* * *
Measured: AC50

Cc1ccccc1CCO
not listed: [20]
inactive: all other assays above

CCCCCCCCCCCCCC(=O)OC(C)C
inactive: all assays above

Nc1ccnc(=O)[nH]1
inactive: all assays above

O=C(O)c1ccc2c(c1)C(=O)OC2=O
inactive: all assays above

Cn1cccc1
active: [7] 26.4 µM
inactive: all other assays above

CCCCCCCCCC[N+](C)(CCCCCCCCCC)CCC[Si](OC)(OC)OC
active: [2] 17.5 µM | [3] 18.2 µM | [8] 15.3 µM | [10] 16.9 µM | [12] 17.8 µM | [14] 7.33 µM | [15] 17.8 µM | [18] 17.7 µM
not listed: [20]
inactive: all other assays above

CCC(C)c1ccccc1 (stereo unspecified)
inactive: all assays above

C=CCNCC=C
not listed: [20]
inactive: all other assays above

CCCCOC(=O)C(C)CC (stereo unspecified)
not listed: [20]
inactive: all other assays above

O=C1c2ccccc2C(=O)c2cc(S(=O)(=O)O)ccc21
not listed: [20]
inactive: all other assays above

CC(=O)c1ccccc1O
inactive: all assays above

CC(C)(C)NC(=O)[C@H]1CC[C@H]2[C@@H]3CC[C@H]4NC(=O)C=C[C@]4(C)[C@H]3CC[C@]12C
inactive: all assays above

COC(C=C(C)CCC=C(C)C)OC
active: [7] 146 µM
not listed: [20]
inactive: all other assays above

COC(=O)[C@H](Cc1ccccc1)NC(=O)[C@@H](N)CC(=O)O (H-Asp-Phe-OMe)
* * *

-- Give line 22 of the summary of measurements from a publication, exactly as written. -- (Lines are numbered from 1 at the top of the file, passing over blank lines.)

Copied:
inactive: all other assays above